The proposed bipartisan budget deal is getting positive press, as a long-awaited respite from Washington gridlock. Unfortunately, a central part of the deal is yet another tax increase on Congress’s go-to “punching bag” – namely, our national airline industry.
Higher taxes on airlines are passed on to consumers and ripple through the economy, affecting many sectors (think hotels, restaurants, rental cars, retail, entertainment and myriad small businesses) that depend heavily on an affordable system of air travel. The airline industry employs nearly 600,000 nationally, but it directly enables and supports millions of other jobs. Commercial aviation accounts for about 5% of US GDP.
I care about people who can’t afford to fly as often as they would like – to visit their friends and relatives, to support their small business or simply to have some fun on a trip and save cash for when they get to their destination. Spirit Airlines and other low-cost carriers provide a valuable low-fare option for these kinds of consumers. Indeed, while airline fares have generally risen sharply in the last two to three years, Spirit has held fares in check.
The proposed budget deal would more than double the so-called 9/11 security fee from $5.00 for most round-trip flights to $11.20. That is a huge price increase to hit consumers when your average base fare is less than $80, as it is on Spirit. Moreover, the fee is grossly regressive: a customer paying $59 for a short-haul domestic flight pays the same tax as an expense-account traveler flying to Dubai on a $15,000 first-class ticket.
The airline industry is taxed brutally as it is, and our economy suffers for it. Right off the top, there’s a 7.5% federal excise tax applied directly against ticket revenue, then over 3% more in excise taxes on fuel, our biggest cost line. For a low-fare carrier like Spirit, the increased government-imposed fees and charges passed directly onto the customer will represent a tax rate of about 15% to over 150% on top of what we charge for a domestic base fare (even worse for international travel).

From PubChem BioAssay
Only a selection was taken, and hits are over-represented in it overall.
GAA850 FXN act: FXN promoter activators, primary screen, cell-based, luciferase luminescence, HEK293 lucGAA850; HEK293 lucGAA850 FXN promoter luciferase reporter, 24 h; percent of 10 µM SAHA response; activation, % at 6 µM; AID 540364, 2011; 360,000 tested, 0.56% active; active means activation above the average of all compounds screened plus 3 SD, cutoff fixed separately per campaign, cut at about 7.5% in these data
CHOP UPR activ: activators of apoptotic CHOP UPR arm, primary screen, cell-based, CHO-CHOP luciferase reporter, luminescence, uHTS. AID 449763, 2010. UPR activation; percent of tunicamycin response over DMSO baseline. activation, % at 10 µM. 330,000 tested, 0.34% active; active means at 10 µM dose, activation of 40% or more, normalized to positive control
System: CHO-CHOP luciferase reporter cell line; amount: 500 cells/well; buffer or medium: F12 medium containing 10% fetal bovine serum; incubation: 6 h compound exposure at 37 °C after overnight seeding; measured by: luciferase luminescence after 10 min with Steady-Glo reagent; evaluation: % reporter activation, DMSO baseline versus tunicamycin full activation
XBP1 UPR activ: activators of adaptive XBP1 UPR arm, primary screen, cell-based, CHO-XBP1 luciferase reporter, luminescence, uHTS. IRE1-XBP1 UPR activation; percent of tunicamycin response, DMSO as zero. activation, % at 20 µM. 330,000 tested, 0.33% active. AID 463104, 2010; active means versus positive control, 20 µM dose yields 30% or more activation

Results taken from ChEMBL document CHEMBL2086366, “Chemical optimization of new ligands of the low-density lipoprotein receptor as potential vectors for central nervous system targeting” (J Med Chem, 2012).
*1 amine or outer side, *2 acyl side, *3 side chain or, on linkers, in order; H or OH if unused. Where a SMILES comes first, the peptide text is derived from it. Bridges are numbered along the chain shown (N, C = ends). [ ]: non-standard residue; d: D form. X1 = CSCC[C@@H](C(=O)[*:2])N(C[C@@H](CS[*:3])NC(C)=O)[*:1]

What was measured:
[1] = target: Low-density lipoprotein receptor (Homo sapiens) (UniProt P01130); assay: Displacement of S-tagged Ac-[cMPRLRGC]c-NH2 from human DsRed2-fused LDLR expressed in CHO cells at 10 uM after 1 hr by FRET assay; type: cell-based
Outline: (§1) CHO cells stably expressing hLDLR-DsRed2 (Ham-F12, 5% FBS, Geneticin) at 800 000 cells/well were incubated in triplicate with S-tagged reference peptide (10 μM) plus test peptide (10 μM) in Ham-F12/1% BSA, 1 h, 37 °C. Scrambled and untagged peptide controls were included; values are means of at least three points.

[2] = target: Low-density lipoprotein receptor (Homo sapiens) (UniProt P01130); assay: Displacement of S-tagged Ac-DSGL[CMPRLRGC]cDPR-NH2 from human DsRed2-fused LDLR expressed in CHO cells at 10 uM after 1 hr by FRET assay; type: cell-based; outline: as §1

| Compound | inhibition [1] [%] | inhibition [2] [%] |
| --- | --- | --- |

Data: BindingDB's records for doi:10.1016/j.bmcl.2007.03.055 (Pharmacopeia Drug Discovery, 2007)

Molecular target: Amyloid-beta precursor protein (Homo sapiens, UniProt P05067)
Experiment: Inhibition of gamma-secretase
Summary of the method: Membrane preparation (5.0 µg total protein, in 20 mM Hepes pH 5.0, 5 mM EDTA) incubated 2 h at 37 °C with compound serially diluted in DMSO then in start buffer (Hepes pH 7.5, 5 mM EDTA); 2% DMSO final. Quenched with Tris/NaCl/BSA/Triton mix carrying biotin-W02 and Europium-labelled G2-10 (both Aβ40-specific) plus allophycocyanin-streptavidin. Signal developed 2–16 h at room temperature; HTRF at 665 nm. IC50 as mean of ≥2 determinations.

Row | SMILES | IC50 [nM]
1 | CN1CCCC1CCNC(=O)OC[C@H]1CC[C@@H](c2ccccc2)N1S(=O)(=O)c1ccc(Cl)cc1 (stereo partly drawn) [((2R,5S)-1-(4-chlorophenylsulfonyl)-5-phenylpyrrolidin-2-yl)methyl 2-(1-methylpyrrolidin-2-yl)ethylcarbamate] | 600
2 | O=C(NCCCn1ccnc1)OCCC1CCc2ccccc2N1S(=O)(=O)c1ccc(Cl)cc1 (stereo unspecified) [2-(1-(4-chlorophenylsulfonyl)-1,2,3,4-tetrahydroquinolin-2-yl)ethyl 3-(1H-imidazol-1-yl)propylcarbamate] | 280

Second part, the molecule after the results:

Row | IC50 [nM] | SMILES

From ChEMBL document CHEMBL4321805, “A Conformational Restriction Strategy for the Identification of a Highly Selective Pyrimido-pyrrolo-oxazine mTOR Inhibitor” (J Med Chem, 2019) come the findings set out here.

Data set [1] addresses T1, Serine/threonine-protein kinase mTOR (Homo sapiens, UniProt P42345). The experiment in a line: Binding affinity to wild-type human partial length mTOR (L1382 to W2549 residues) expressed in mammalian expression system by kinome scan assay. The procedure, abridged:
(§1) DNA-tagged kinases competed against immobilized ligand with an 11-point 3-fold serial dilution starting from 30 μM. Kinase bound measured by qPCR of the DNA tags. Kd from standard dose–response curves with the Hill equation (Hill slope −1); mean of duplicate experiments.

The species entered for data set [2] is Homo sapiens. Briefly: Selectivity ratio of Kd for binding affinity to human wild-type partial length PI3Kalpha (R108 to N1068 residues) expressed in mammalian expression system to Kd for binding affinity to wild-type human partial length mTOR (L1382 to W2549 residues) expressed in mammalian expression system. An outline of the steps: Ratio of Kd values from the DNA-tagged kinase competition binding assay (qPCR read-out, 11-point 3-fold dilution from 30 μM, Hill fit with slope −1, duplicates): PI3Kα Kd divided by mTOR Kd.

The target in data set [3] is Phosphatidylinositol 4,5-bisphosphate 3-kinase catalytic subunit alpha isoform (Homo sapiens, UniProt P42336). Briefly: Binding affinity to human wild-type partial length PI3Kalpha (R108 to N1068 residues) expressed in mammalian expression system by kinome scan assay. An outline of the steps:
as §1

By now, you may be wondering how any airline can stay in business. Well, many don’t, as the cycle of bankruptcies over the past decade has shown. Over the years, airline operating margins have remained pathetically low, averaging in the low- to mid-single digits. Other industries, many enjoying substantial tax breaks and credits, produce margins many times that, but are contributing nothing to this budget deal. If Congress really wanted to stimulate economic activity, a viable idea would be to reduce the tax burden on air travel, which would bring lower prices to consumers, while stimulating travel, employment and dollars circulating in the economy.
The government recently issued a new regulation called the “full fare” rule, making it mandatory for airlines to advertise their fares with government taxes and fees included. (Before, airlines advertised base fares – i.e., what they actually received – and displayed government taxes and fees separately, all of course totaled up prior to the time of purchase.) Officials claimed that, at last, consumers would know the full price of a trip, conveniently forgetting that fliers now routinely decide to add on additional amounts for optional items like bags, seat assignments, pets, onboard products, etc. At that time, Spirit argued – unsuccessfully – that the “full-fare” rule was a Trojan Horse, allowing the government to hide taxes in the quoted fare and then subsequently raise them, knowing full well that strapped consumers would blame the airlines for the apparent increase in fares. I guess that’s what just happened this past week.
We can all applaud a thaw of the impasse in Washington, if that is in fact happening. But unfortunately, a key part of this budget “deal” is a self-defeating measure that will constrain economic growth and impose a greater burden on those least able to afford it.